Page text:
"Every 2–7 years, El Niño events trigger a strong decrease in phytoplankton productivity off Peru, which profoundly alters the environmental landscape and trophic chain of the marine ecosystem. Here we use a regional coupled physical-biogeochemical model to study the dynamical processes involved in the productivity changes during El Nino, with a focus on the strongest events of the 1958–2008 period. Model evaluation using satellite and in situ observations shows that the model reproduces the surface and subsurface interannual physical and biogeochemical variability. [...]"

Source: Journal of Geophysical Research: Oceans
Authors: D. Espinoza-Morriberón
DOI: 10.1002/2016JC012439

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Vertical segregation among pathways mediating nitrogen loss (N2 and N2O production) across the oxygen gradient in a coastal upwelling ecosystem


"The upwelling system off central Chile (36.5° S) is seasonally subjected to oxygen (O2)-deficient waters, with a strong vertical gradient in O2 (from oxic to anoxic conditions) that spans a few metres (30–50 m interval) over the shelf. This condition inhibits and/or stimulates processes involved in nitrogen (N) removal (e.g. anammox, denitrification, and nitrification). During austral spring (September 2013) and summer (January 2014), the main pathways involved in N loss and its speciation, in the form of N2 and/or N2O, were studied using 15N-tracer incubations, inhibitor assays, and the natural abundance of nitrate isotopes along with hydrographic information. [...]"

Source: Biogeosciences
Authors: Alexander Galán et al.
DOI: 10.5194/bg-14-4795-2017

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Turbulence and hypoxia contribute to dense zooplankton scattering layers in Patagonian Fjord System


"Abstract. The Puyuhuapi Fjord is an atypical fjord, with two mouths, located in northern Patagonia (44.7° S). One mouth lies to the south, close to the Pacific Ocean, whilst the second connects with the Jacaf Channel to the north where a shallow sill inhibits deep water ventilation contributing to the hypoxic conditions below ~ 100 m depth. Acoustic Doppler Current Profiler moorings, scientific echo sounder transects, and in-situ abundance measurements were used to study zooplankton assemblages and migration patterns along Puyuhuapi Fjord and Jacaf Channel. […]"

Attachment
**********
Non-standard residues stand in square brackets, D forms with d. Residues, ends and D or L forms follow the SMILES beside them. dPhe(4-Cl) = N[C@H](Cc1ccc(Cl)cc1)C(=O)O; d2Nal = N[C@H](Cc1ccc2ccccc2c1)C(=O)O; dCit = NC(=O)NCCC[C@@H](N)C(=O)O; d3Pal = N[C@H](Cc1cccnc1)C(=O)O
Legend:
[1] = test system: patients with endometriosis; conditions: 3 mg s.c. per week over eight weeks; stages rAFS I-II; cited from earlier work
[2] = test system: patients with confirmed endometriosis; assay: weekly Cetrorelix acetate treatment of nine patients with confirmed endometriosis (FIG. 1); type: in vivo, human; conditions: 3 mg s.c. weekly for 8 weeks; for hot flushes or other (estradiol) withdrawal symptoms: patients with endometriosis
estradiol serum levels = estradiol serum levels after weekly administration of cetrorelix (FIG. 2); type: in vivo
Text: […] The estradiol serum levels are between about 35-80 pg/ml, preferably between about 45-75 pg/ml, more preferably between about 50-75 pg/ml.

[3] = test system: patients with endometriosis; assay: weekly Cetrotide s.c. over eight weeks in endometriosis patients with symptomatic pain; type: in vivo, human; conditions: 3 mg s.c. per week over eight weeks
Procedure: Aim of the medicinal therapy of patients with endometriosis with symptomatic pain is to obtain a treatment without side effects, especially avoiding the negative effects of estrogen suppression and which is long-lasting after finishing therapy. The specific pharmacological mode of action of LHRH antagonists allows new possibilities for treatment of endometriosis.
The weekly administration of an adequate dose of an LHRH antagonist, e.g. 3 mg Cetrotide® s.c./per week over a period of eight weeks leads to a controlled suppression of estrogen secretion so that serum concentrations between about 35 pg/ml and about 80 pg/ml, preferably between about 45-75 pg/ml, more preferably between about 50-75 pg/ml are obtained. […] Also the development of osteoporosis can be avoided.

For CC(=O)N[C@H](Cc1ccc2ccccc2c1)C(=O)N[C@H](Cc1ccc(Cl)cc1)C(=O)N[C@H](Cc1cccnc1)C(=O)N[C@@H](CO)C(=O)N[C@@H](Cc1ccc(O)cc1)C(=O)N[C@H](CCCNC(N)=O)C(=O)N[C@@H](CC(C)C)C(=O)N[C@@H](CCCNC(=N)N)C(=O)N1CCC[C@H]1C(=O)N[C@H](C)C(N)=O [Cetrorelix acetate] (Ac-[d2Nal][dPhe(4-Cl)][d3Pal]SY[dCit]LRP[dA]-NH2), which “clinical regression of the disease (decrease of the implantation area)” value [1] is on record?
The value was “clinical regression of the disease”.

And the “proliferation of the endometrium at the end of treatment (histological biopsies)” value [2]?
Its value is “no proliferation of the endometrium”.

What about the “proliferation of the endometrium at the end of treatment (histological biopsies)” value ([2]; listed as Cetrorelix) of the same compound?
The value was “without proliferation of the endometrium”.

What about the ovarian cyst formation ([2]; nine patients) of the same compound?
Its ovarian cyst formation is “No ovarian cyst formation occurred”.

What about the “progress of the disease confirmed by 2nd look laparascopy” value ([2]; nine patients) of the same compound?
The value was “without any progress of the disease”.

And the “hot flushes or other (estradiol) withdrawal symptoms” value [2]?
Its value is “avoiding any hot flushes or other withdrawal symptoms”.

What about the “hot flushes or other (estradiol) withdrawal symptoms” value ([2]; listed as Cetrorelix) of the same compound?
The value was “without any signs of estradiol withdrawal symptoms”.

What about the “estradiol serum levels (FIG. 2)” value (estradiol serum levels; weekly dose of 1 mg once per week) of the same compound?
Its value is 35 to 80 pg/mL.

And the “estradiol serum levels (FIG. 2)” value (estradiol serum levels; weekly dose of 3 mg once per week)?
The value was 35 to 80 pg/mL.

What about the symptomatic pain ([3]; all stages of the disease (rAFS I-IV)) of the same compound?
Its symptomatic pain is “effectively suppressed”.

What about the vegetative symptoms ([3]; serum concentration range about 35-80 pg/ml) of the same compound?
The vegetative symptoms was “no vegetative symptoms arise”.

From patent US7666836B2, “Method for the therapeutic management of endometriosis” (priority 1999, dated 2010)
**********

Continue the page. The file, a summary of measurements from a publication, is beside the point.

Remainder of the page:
Source: Ocean Science (in review)
Authors: Iván Pérez-Santos et al.
DOI: 10.5194/os-2017-89

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Oxygen Minimum Zone Contrasts between the Arabian Sea and the Bay of Bengal Implied by Differences in Remineralization Depth


"The combination of high primary productivity and weak ventilation in the Arabian Sea (AS) and Bay of Bengal (BoB) generates vast areas of depleted oxygen, known as Oxygen Minimum Zones (OMZs). The AS OMZ is the world's thickest and hosts up to 40% of global denitrification. In contrast, the OMZ in the BoB is weaker and denitrification free. Using a series of model simulations, we show that the deeper remineralization depth (RD) in the BoB, potentially associated with organic matter aggregation with riverine mineral particles, contributes to weaken its OMZ. [...]"

Source: Geophysical Research Letters
Authors: Muchamad Al Azhar, Zouhair Lachkar, Marina Lévy, Shafer Smith
DOI: 10.1002/2017GL075157

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A Giant Blob of Floodwater From Harvey Is Still Moving Through the Gulf

"The rain began on August 25, and it would fall, remarkably, for four more days. We know now that Hurricane Harvey dumped as much as 60 inches of rain over parts of Texas. Twenty trillion gallons in all. The equivalent of the entire Chesapeake Bay. Enough to push the Earth’s crust down two centimeters. [...]

What oceanographers do know about the interface of freshwater and ocean comes from studying rivers that naturally empty into the sea. The key is density. Because freshwater lacks dissolved salt, it is less dense and floats atop seawater. It becomes a barrier between the air and the ocean water, which can have nasty consequences. “The freshwater sitting on the salty water cuts off the oxygen from the atmosphere getting into the ocean, and then you get the dead zone,” says Steve DiMarco [...]"

Source: The Atlantic